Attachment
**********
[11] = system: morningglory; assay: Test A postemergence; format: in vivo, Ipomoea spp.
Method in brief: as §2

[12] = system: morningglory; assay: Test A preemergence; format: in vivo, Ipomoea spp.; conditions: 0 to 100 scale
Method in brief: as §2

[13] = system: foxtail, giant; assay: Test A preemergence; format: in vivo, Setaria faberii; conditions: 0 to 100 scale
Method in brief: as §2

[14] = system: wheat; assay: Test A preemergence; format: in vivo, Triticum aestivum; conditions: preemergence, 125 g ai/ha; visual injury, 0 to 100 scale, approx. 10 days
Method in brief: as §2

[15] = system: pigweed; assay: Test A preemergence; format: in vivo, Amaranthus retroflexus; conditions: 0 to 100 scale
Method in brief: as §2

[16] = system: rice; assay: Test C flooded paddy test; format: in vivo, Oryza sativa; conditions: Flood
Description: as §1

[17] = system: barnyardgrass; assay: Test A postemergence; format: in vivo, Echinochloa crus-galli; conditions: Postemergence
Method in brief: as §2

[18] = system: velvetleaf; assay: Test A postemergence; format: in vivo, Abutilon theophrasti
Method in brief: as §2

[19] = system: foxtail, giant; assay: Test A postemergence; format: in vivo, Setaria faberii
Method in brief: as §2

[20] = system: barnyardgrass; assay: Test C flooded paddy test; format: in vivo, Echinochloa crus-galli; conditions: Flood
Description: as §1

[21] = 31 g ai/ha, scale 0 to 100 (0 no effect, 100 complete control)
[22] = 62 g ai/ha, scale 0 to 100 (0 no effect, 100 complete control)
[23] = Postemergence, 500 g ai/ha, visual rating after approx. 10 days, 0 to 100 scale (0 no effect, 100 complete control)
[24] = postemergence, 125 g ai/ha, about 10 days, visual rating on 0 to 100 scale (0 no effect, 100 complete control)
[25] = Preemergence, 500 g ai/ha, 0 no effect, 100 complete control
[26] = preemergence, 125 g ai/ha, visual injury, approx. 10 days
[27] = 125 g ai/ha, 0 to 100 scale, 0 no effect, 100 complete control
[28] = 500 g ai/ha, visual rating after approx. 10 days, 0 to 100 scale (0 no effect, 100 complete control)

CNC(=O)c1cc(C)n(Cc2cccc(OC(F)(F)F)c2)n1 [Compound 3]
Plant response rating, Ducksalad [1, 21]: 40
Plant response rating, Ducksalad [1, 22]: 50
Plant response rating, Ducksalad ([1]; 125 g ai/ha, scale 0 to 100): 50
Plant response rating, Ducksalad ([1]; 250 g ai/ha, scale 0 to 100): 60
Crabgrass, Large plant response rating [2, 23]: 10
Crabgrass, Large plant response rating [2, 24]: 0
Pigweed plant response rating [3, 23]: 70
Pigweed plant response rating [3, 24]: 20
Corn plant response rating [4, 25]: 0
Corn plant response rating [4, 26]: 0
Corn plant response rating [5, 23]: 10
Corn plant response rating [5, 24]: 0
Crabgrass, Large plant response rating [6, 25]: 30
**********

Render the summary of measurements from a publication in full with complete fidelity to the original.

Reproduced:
[11] = system: morningglory; assay: Test A postemergence; format: in vivo, Ipomoea spp.
Method in brief: as §2

[12] = system: morningglory; assay: Test A preemergence; format: in vivo, Ipomoea spp.; conditions: 0 to 100 scale
Method in brief: as §2

[13] = system: foxtail, giant; assay: Test A preemergence; format: in vivo, Setaria faberii; conditions: 0 to 100 scale
Method in brief: as §2

[14] = system: wheat; assay: Test A preemergence; format: in vivo, Triticum aestivum; conditions: preemergence, 125 g ai/ha; visual injury, 0 to 100 scale, approx. 10 days
Method in brief: as §2

[15] = system: pigweed; assay: Test A preemergence; format: in vivo, Amaranthus retroflexus; conditions: 0 to 100 scale
Method in brief: as §2

[16] = system: rice; assay: Test C flooded paddy test; format: in vivo, Oryza sativa; conditions: Flood
Description: as §1

[17] = system: barnyardgrass; assay: Test A postemergence; format: in vivo, Echinochloa crus-galli; conditions: Postemergence
Method in brief: as §2

[18] = system: velvetleaf; assay: Test A postemergence; format: in vivo, Abutilon theophrasti
Method in brief: as §2

[19] = system: foxtail, giant; assay: Test A postemergence; format: in vivo, Setaria faberii
Method in brief: as §2

[20] = system: barnyardgrass; assay: Test C flooded paddy test; format: in vivo, Echinochloa crus-galli; conditions: Flood
Description: as §1

[21] = 31 g ai/ha, scale 0 to 100 (0 no effect, 100 complete control)
[22] = 62 g ai/ha, scale 0 to 100 (0 no effect, 100 complete control)
[23] = Postemergence, 500 g ai/ha, visual rating after approx. 10 days, 0 to 100 scale (0 no effect, 100 complete control)
[24] = postemergence, 125 g ai/ha, about 10 days, visual rating on 0 to 100 scale (0 no effect, 100 complete control)
[25] = Preemergence, 500 g ai/ha, 0 no effect, 100 complete control
[26] = preemergence, 125 g ai/ha, visual injury, approx. 10 days
[27] = 125 g ai/ha, 0 to 100 scale, 0 no effect, 100 complete control
[28] = 500 g ai/ha, visual rating after approx. 10 days, 0 to 100 scale (0 no effect, 100 complete control)

CNC(=O)c1cc(C)n(Cc2cccc(OC(F)(F)F)c2)n1 [Compound 3]
Plant response rating, Ducksalad [1, 21]: 40
Plant response rating, Ducksalad [1, 22]: 50
Plant response rating, Ducksalad ([1]; 125 g ai/ha, scale 0 to 100): 50
Plant response rating, Ducksalad ([1]; 250 g ai/ha, scale 0 to 100): 60
Crabgrass, Large plant response rating [2, 23]: 10
Crabgrass, Large plant response rating [2, 24]: 0
Pigweed plant response rating [3, 23]: 70
Pigweed plant response rating [3, 24]: 20
Corn plant response rating [4, 25]: 0
Corn plant response rating [4, 26]: 0
Corn plant response rating [5, 23]: 10
Corn plant response rating [5, 24]: 0
Crabgrass, Large plant response rating [6, 25]: 30